Google is under pressure on many fronts to find a third-party cookie alternative.
Users are demanding more privacy.
Legislators are constantly revising laws to protect privacy.
Alphabet shareholders expect Google to keep generating high annual turnover.
Ad platforms and businesses want to deliver targeted ads to Chrome users.
The Privacy Sandbox is supposed to solve the third-party cookie problem for Google, but instead, they’ve created worse tracking technology. So far, The Privacy Sandbox’s solutions have created a user data collection monopoly without solving privacy concerns.
If the Privacy Sandbox doesn’t find an alternative soon, it’ll have massive consequences for Google’s revenue while driving users to Chrome alternatives and increasing ad/cookie blocker adoption.
Google created the Privacy Sandbox in 2019 to develop tracking technology to replace third-party cookies in Chrome browsers. The desired outcome is to create a system where marketers have some third-party cookie benefits without compromising the public’s privacy.
As of December 2022, it’s still unclear exactly how this new system will work. There have been two public iterations:
The Federated Learning of Cohorts (FLoC): March 2021 to January 2022
Topics API: January 2022 to present (December 2022)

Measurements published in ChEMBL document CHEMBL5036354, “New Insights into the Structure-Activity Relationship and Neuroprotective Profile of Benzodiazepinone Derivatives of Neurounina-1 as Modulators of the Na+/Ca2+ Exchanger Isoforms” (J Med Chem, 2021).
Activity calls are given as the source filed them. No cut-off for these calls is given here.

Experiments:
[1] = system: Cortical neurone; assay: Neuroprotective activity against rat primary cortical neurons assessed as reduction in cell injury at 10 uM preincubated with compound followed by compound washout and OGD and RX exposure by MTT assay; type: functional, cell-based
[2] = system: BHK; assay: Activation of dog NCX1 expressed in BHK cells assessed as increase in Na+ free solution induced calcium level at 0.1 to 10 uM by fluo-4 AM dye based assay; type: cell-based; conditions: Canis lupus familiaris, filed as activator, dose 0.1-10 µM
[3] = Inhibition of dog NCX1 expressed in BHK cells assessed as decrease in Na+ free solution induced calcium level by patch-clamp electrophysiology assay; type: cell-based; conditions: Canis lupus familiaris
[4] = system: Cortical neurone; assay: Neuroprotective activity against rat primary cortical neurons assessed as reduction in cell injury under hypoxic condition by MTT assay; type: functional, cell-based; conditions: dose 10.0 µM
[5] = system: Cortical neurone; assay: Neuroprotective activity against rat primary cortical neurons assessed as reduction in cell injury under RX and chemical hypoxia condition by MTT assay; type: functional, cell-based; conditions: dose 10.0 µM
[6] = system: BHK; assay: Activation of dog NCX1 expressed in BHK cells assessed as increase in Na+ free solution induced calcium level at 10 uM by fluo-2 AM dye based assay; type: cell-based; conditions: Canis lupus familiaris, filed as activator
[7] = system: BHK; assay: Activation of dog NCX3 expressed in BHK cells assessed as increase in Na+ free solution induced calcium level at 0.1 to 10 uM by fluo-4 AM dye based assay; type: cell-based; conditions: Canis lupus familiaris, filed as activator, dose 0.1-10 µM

The Federated Learning of Cohorts (FLoC) was the initial major tracking initiative developed by Google and its Privacy Sandbox partners. If the name and acronym didn’t scare people, the third-party cookie solution certainly did.
FLoC received criticism from many organisations, including the Electronic Frontier Foundation, The Economist, DuckDuckGo, GitHub, Amazon, and others claiming the new tracking technology was a step backward for user privacy and anti-competitive because it required a lot of resources to operate, thus favouring large ad firms. WordPress and Drupal even went as far as blocking FLoC for their customers—who account for more than 50% of the internet’s websites.
Why was everyone so critical of FLoC? The problem with third-party cookies is that ad companies and data sellers sell people’s data without their knowledge or consent. With third-party cookies, these companies had direct access to user data through the user’s browser.
FLoC aimed to eliminate this direct access by creating cohorts or interest groups. The idea was these groups would give users more privacy. The problem was Google would be the user data collector and facilitator, thereby monopolising the collection and distribution—which is why organisations claimed FLoC was anti-competitive.
FLoC also failed to address the fundamental criticism of third-party cookies—selling and sharing user data. The technology used a fingerprinting strategy which isn’t much different from cookies. Even though there was more anonymity with FLoC, Google was still collecting user data en masse and profiting from its distribution.
Through FLoC, The Privacy Sandbox had created a worse version of third-party cookies where one company controlled all the user data collection, storage, and distribution while failing to protect privacy.
In succumbing to criticism, complaints, and legal challenges, The Privacy Sandbox abandoned FLoC in January 2022.